De Knijf G., T. Adriaens, R. Vermylen & P. Van der Schoot 2014. Discovery of a population of Gomphus flavipes on the Albert Canal (Belgium), one of the busiest channels in Europe, with an overview of its status in Western and Central-Europe. Brachytron 16(1/2): 3-17.
Gomphus flavipes, a typical river species, disappeared in many parts of western and central Europe as a result of deterioration of the water quality. Since the beginning of the 1990s G.flavipes has been rediscovered in several rivers, first in the Netherlands and Germany. The first observation of G.flavipes from Belgium dates from 2000 and originates from the river Meuse, where it forms the border between Belgium and the Netherlands. Several observations were made there, but exuviae have never been found. Although the species has been observed several times since 2002 in the province of Antwerp, these observations were all considered to refer to vagrant individuals from the river Meuse the Netherlands or the river Rhine in Germany. In July 2012 a population of G.flavipes was discovered along the Albert Canal in the province of Antwerp, Flanders, Belgium. A freshly emerged individual was found on 28 July 2012 and the following days along the Albert Canal in Broechem. The first exuvium was found on 6 August. The subsequent search (6-12 August 2012) resulted in the discovery of 70 exuviae, all found along the Albert Canal between the sluices of Wijnegem and the bridge over the canal in Grobbendonk, over a distance of 9.5 km. The average density of exuviae found per trajectory with larval skins present was 1.2 (minimum 0.1, maximum 3.3) per 100 meter. Sex-ratio was 1:0.6 in favour of females, which is reported normal in Gomphid populations but can also be explained by the late sampling date, as in dragonflies males are mostly the first to emerge. Emergence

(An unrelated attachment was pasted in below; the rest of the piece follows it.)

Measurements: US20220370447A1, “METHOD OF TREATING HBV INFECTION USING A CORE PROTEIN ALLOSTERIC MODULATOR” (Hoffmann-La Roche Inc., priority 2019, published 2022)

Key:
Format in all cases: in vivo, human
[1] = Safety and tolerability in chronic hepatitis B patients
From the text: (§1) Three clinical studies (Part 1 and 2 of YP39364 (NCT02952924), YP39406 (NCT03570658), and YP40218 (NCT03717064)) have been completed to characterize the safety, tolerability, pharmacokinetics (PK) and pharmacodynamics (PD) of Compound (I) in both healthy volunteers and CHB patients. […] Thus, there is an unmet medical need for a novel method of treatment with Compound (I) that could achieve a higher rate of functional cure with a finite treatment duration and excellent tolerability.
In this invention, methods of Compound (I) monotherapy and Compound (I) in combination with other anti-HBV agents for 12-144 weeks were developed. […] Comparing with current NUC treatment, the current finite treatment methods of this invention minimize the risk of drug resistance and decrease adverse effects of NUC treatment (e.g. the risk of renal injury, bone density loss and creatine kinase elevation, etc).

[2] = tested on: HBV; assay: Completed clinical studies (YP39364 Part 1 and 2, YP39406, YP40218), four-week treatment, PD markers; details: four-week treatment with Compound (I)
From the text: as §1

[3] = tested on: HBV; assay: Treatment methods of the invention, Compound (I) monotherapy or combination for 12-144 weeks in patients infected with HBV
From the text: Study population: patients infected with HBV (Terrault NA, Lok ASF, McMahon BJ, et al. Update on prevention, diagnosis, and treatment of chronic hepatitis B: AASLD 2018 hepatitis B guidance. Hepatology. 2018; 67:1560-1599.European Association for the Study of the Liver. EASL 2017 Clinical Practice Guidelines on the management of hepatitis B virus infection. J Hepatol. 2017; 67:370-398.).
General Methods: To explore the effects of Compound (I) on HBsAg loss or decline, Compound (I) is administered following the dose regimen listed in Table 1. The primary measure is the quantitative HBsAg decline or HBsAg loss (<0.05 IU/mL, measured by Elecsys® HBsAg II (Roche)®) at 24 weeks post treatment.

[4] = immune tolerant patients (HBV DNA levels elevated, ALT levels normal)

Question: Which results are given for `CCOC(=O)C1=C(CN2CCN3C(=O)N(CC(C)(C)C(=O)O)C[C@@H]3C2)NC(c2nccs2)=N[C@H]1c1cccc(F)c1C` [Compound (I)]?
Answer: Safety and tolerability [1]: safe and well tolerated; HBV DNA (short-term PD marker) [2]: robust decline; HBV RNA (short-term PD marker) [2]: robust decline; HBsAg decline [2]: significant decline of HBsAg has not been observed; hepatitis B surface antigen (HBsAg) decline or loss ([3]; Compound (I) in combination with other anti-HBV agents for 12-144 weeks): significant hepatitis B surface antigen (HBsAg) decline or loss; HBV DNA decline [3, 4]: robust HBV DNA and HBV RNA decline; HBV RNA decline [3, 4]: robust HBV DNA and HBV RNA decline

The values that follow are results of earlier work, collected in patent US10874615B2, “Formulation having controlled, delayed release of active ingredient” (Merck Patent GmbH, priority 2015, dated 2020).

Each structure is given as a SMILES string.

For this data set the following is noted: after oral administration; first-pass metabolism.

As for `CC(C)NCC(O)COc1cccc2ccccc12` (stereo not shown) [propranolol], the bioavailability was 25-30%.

substratum was highly artificial. Most exuviae were found on the concrete sheet piling of the bank, to a lesser extent also on poles or vertical walls. Based on long-term research in other parts in Europe, we estimated the population along the Albert canal at a minimum of 200 individuals. This discovery of a population of G.flavipes in one of the busiest channels in Europe is unique and sheds new light on the potential range of the species in Flanders and suitable habitat in large parts of Europe. G.flavipes is also known to reproduce in small irrigation canals (< 5m wide) between the rice paddies in northern Italy, but although also artificial these
cannot be compared with the Albert Canal. This local shift in habitat preference from rivers towards canals with concrete banks, is probably a result of the recent range expansion of G.flavipes in western Europe.
|Gepubliceerd - 25-feb-2014
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